How are there random English words?

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This topic contains 3 replies, has 1 voice, and was last updated by  para-potatoes 1 year ago.

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  • #8652 Reply

    Tiffany Lin

    Sorry, this might be a bit tricky to explain, but I was wondering how it is even possible that some random pages in these books will be filled with English words. For instance, a book might have opening pages filled with nothing but gibberish, incomprehensible strings of letters; but then on page 98, all of a sudden the words on the page are legitimate words. They might not make sense as sentences, for certain, but they are words.

    How can page 97 of a book be nothing but strings of letters and punctuation, but page 98 be an assortment of actual words? I suppose this might stem from my utter lack of understanding in how this library works – and this incomprehension is not from lack of trying – but can anyone explain this phenomenon to me?

    #8653 Reply

    para-potatoes

    If you’re wondering why some pages have loads of English words on them to begin with, that’s one of the options you get when you enter a search query: your query surrounded by real words. Keep reading for the other explanation.

    This website contains every possible combination of letters, period, space, and comma on a 3200-character page. This means there are 29^3200 (29 to the power of 3200) distinct pages in the Library. Almost all of these pages are completely indecipherable strings of letters that have no English meaning. However, a few of them contain normal words.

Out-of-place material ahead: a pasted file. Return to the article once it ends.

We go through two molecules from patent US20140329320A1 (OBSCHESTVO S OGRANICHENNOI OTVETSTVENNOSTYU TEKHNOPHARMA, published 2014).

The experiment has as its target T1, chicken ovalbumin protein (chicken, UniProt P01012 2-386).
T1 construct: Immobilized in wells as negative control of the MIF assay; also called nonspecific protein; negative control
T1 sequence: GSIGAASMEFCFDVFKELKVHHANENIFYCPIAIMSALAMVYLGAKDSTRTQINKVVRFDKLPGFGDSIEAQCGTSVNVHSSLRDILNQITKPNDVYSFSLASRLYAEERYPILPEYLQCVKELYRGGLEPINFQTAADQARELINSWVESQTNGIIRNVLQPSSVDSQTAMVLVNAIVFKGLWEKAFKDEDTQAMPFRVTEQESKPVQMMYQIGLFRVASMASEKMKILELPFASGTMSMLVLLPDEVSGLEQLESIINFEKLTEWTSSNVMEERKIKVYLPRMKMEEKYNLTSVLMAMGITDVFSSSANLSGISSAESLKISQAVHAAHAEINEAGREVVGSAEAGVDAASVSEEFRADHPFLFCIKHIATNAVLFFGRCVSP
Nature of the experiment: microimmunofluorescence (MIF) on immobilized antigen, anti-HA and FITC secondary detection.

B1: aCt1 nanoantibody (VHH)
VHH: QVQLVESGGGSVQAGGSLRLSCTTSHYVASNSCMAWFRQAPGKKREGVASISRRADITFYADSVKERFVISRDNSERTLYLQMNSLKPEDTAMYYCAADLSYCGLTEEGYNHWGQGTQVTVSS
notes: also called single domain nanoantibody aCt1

Since the position of each page in the Library is random (in the sense that there’s no obvious pattern to it; an algorithm was used to place them, but they are in no intelligible order), any given page could have literally any of the 29^3200 letter/character combinations. There is nothing that says just because one page has words that the others must too. They are, in terms of human understanding, random, and entirely independent of each other.

    #8654 Reply

    Tiffany Lin

    Thank you for that reply! But now I have a slightly different question, which is about the search query options.

    What exactly does it mean when it offers you those options? Does this mean that somewhere in the Babel library, there is my searched sentence surrounded by gibberish, and then elsewhere that same sentence surrounded by English words?

    For that page, is the gibberish somehow converted into recognizable English words? Or was it just by pure chance that the whole page was made up of actual words?

    And with the option to see your searched sentence on a page, with nothing else beside it, does that simply mean that the algorithm finds the page it was supposed to be on, but deletes the surrounding text?

    #8698 Reply

    para-potatoes

    “What exactly does it mean when it offers you those options? Does this mean that somewhere in the Babel library, there is my searched sentence surrounded by gibberish, and then elsewhere that same sentence surrounded by English words?”

    It means exactly that. Correct.

    “For that page, is the gibberish somehow converted into recognizable English words? Or was it just by pure chance that the whole page was made up of actual words?”

    I don’t know, but I’d guess the page gets generated/found (I’m not sure if there’s a meaningful difference) with the English words only. Otherwise, it’d need to be generated twice, which is a weirdly inefficient way to handle it.

    “And with the option to see your searched sentence on a page, with nothing else beside it, does that simply mean that the algorithm finds the page it was supposed to be on, but deletes the surrounding text?”

    I wouldn’t think so; there is at least one page for each position in the Library, so there’s a page containing your search query plus blank space somewhere.

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